Critical Review of General Electric

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It is now scrambling to sell some assets and diverting cash away from dividends (Cox &amp. Cyran, NYT). This is symptomatic of what seems wrong with G.E. today which is beginning to look like a poor shadow of its former self. It had been often compared to one of its rivals that can approximate G.E.’s range of businesses in the aerospace, power generation, and infrastructure sectors but with strong financial statements.

That rival is United Technologies which has only $63 billion in market capitalization but has a very enviable healthy balance sheet. It is awash in cash and buying up assets that other companies are trying to sell, including those from G.E. itself. General Electrics example of an amalgamated business conglomerate with six divisions but several hundred individual business units under each division. Some experts are concerned it has become too big for one man to handle competently unless there is another executive in the mould of a Jack Welch, Jr.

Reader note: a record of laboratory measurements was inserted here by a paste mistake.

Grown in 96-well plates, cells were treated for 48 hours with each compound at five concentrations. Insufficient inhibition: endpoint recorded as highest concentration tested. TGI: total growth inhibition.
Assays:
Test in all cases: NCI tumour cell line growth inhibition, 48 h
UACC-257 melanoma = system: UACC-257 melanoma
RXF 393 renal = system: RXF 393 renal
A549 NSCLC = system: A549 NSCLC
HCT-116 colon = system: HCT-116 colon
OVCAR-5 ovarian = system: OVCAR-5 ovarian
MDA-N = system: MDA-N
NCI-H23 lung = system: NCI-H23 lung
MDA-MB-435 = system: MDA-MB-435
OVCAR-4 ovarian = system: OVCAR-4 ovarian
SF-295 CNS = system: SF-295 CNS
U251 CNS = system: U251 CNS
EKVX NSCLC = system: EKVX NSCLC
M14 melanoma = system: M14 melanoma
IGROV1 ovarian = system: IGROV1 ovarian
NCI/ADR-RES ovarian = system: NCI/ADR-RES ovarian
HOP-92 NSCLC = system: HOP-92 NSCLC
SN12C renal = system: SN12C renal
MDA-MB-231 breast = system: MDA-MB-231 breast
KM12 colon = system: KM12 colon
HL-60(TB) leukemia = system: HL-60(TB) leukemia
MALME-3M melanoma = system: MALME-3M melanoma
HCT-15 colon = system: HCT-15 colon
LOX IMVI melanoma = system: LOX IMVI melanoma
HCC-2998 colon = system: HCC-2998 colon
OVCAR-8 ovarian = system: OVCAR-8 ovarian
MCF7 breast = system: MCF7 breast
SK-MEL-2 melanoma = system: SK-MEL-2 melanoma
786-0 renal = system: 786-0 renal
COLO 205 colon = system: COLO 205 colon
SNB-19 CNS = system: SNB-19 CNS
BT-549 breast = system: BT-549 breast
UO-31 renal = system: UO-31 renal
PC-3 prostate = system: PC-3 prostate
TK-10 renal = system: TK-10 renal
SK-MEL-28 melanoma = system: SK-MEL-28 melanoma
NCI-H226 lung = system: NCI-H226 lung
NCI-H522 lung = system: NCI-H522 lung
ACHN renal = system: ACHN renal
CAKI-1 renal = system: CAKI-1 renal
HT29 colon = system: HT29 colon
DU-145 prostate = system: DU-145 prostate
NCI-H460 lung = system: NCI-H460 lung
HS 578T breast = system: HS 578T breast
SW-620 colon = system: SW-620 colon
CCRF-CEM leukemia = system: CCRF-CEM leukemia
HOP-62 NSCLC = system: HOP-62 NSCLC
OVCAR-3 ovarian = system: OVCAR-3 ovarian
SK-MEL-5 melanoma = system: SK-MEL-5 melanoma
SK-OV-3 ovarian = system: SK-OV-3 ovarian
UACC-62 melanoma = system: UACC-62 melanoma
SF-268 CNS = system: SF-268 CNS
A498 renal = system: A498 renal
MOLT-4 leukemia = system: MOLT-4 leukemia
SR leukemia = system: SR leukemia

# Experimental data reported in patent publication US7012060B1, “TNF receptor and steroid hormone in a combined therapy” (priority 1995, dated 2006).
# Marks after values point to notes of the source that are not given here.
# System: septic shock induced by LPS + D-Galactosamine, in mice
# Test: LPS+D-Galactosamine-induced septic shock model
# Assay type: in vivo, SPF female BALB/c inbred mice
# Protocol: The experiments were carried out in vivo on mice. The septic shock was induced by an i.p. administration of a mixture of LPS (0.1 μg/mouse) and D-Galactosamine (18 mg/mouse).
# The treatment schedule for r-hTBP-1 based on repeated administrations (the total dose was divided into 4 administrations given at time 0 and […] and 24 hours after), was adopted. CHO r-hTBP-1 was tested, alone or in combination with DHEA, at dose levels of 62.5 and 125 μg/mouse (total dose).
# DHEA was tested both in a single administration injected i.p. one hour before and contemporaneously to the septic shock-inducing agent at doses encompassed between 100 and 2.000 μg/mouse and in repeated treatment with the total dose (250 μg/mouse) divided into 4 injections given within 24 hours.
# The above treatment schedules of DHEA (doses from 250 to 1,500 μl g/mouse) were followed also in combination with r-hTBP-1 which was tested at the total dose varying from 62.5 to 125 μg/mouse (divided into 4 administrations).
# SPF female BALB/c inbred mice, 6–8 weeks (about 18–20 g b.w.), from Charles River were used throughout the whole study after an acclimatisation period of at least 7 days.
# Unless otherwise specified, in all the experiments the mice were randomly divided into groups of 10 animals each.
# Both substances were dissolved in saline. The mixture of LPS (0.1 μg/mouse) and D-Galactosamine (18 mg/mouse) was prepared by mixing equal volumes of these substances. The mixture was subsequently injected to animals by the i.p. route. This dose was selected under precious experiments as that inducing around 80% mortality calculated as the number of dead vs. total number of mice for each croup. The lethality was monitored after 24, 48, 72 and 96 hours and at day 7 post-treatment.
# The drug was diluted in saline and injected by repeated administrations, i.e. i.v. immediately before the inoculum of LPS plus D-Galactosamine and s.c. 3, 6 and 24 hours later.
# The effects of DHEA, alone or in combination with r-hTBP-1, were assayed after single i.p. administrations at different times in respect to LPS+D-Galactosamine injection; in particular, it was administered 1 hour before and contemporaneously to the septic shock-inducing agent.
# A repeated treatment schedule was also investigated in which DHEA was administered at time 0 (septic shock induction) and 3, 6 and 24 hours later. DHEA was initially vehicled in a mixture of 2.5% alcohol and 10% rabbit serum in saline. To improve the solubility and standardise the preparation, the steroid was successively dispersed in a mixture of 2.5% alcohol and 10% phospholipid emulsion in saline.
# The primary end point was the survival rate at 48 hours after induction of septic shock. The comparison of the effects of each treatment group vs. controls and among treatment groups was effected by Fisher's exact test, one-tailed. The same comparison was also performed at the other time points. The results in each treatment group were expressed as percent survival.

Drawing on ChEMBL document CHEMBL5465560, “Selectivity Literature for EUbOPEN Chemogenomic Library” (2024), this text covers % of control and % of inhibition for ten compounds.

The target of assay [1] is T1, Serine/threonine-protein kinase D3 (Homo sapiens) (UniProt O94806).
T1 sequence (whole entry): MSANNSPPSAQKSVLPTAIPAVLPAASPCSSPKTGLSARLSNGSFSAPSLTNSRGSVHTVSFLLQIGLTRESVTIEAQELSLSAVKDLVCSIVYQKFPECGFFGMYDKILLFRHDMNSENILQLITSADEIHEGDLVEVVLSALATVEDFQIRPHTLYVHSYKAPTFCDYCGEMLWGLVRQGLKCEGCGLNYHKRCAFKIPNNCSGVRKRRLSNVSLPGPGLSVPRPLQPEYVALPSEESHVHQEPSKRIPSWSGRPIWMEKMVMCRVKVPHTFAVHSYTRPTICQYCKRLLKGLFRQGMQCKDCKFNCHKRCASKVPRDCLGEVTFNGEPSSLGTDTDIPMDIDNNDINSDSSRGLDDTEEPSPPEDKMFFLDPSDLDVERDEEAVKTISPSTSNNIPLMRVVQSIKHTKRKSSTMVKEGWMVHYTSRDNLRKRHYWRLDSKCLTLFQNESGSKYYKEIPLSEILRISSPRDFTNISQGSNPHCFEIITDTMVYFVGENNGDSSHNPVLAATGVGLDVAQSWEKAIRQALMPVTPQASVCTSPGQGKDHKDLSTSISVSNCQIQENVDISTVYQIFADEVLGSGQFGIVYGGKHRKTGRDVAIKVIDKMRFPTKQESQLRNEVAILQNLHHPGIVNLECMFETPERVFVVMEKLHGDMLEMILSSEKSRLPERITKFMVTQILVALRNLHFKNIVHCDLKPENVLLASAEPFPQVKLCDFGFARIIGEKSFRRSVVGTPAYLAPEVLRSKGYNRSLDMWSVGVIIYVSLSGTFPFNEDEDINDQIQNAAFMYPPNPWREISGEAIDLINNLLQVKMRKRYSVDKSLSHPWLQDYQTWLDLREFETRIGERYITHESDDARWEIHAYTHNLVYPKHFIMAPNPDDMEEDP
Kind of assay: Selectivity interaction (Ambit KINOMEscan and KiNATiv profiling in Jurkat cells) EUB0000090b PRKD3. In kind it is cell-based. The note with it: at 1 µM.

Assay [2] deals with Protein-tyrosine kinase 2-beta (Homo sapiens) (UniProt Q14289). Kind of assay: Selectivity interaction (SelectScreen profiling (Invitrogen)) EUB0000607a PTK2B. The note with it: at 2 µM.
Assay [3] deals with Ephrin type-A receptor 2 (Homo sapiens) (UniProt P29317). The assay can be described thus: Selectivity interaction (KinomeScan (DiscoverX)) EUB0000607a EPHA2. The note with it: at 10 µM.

As a sample comparison, United Technologies returned 40% last year (includes stock price appreciation and dividends declared) while G.E. gave only a one-tenth of that amount. General Electric is under intense pressure from shareholders and stock analysts to produce the returns expected of it, a 4,000% increase in stock value over the 20-year reign of Jack Welch. General Electric today has clearly lost its footing, its firm grip on markets gradually eroded. It has ceased to be the financial juggernaut derived from its engineering expertise by venturing into so many un-related business areas that it has lost its core competencies in the process. Its much-vaunted invincible market share has been torn to shreds by its lesser rivals.

To better understand what is wrong with General Electric, it is best to re-examine its whole corporate strategy and structure in light of a changing economic environment. There is a debate going on whether G.E. as a conglomerate is still valid as a business model. In fact, experts think it has become an anachronism in today’s globalized business environment.